Teaching adults how to best help at risk youth

The first of what is hoped will be a series of local workshops to upskill adults so they can better assist youth experiencing mental health problems has been heralded a success.

The Youth Mental Health First Aid (YMHFA) course was conducted over two days on February 11 and 18 in Timboon after funding was secured through the ‘Look Over the Farm Gate’ (LOTFG) initiative.

LOTFG recognised the crucial need for additional health and wellbeing support for fire-affected farms and farming communities following the St Patrick’s Day fires.

The first course was a project jointly led by Nikita Wheaton from Realistic Wellbeing and Amanda Nash, a community health nurse at Timboon and District Healthcare Service.

Ms Nash said the LOTFG funding was made possible by Agriculture Victoria, Victorian Farmers Federation, Royal Flying Doctor Service, National Centre for Farmer Health, Country Fire Authority and Country Women’s Association.

“Look Over the Farm Gate is in many ways a call to action for rural communities to look out for one another, promote social inclusion, create awareness about mental health and reduce the impact it has on rural communities,” she said.

“The Youth Mental Health First Aid course taught the 20 adults who attended how to assist adolescents who may be experiencing a mental health problem, or mental health crisis, until appropriate professional help is received or the crisis resolves – using a practical and evidence-based action plan.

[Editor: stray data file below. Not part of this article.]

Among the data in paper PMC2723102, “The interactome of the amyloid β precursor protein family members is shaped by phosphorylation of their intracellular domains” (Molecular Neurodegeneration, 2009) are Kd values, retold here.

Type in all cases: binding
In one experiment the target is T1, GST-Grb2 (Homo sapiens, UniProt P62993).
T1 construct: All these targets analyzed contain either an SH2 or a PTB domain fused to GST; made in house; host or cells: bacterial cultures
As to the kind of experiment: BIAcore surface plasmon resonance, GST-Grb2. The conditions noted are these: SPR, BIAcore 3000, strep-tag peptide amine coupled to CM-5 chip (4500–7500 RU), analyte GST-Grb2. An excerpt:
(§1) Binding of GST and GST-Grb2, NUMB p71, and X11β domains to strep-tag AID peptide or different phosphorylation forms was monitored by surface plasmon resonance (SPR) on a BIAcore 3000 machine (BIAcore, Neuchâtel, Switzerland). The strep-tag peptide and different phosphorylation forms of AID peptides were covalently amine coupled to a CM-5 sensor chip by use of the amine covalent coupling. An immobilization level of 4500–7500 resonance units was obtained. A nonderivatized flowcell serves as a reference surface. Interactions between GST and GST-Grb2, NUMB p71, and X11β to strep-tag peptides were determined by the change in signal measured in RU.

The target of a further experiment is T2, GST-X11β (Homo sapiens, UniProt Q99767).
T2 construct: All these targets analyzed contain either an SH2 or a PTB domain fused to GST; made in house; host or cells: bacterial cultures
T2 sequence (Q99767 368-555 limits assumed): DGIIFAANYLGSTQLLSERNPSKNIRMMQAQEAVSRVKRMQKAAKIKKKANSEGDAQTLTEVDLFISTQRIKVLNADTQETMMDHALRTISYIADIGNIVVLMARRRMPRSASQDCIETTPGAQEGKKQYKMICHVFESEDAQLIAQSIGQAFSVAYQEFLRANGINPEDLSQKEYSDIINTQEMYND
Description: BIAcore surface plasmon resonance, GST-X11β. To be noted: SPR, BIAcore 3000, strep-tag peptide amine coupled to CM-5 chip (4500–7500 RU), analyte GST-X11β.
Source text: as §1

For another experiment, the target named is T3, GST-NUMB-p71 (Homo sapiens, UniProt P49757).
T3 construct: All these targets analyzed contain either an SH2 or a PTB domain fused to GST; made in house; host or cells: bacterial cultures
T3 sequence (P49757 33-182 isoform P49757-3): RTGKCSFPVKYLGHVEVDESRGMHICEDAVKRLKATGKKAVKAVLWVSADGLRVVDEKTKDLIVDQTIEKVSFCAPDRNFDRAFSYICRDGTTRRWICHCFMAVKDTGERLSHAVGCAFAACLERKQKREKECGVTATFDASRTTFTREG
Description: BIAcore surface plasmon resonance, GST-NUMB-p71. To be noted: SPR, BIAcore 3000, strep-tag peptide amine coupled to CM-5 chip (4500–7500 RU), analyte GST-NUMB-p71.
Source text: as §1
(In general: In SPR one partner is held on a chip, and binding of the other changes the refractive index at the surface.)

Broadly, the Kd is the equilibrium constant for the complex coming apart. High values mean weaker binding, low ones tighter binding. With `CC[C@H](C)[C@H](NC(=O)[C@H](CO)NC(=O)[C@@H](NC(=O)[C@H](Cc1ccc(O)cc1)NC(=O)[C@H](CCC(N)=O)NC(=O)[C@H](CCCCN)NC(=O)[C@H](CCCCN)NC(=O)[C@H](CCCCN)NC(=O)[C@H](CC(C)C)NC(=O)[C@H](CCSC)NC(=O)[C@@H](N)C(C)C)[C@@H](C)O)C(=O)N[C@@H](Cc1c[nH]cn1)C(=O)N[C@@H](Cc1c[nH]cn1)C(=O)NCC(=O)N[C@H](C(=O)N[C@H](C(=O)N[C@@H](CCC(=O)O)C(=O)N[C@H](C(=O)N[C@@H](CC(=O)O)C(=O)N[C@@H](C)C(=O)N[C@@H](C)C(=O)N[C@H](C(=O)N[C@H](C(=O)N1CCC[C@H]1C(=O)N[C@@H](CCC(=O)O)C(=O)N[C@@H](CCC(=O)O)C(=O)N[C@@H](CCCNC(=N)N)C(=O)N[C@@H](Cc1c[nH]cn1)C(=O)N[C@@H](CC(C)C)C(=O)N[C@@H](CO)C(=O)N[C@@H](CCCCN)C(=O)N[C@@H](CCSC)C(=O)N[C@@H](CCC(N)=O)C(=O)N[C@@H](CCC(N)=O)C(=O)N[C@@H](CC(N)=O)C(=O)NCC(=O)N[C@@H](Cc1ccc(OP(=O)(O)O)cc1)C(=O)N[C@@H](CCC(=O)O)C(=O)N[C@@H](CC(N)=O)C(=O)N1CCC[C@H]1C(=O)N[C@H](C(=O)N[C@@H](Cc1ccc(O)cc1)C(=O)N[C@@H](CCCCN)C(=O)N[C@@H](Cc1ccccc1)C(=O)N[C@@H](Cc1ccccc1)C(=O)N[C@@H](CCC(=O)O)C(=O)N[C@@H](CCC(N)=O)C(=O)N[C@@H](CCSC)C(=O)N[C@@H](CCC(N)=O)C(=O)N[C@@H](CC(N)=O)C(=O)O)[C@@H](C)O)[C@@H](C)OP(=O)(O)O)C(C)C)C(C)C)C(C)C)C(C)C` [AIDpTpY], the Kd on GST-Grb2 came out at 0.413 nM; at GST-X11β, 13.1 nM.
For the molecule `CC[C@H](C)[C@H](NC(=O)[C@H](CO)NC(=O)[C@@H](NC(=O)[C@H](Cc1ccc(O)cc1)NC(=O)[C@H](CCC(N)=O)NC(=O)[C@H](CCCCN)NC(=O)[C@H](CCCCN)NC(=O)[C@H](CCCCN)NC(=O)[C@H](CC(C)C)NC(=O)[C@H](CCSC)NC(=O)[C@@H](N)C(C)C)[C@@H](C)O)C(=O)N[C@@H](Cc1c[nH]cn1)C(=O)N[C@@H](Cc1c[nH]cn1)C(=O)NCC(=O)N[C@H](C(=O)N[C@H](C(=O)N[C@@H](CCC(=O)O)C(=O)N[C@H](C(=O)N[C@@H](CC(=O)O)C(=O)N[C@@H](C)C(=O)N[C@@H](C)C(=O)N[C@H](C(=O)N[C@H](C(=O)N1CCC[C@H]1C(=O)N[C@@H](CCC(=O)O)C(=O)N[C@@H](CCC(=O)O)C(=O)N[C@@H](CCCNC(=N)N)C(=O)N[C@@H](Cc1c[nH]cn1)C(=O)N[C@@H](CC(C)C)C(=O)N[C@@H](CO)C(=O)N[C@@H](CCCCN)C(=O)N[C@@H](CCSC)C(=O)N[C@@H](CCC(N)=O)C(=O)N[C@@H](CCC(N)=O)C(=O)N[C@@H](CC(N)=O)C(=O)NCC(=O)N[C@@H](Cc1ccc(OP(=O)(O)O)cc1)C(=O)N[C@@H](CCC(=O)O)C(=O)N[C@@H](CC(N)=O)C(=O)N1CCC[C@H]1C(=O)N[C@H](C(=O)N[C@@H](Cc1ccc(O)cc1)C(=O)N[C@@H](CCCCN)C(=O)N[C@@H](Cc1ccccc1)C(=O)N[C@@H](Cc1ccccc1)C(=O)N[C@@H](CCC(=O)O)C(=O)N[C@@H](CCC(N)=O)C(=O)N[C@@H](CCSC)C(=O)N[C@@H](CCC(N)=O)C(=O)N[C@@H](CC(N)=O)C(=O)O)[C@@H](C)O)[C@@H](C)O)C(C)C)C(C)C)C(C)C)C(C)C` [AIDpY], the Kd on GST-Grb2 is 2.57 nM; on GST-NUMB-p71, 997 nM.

“This course is based on guidelines developed through the expert consensus of people with real experience of mental health problems and professionals.”

Ms Wheaton said the course covered five common mental health problems – depression, anxiety, eating disorders, psychosis and substance use.

She said it also assisted with a number of mental health crises including suicidal thoughts and behaviors, non-suicidal self-injury, panic attacks, traumatic events, severe psychotic states, severe effects from alcohol or other drug use and aggressive behaviors.

“Participants learnt about adolescent development and the signs and symptoms of mental health problems, how and where to get help and what sort of help has been shown by research to be effective,” she said.

“In providing free YMHFA training to our community we’re working towards acknowledging mental health while also working towards reducing the stigma often associated with mental illness.

“The passion and interest regarding mental health from community members is truly remarkable and shows the great need for further courses to improve mental health literacy in our community.”

TDHS is taking expressions of interest from community members to attend future YMHFA courses once funding can be secured. To register your interest please call Ms Nash on 5558 6000.

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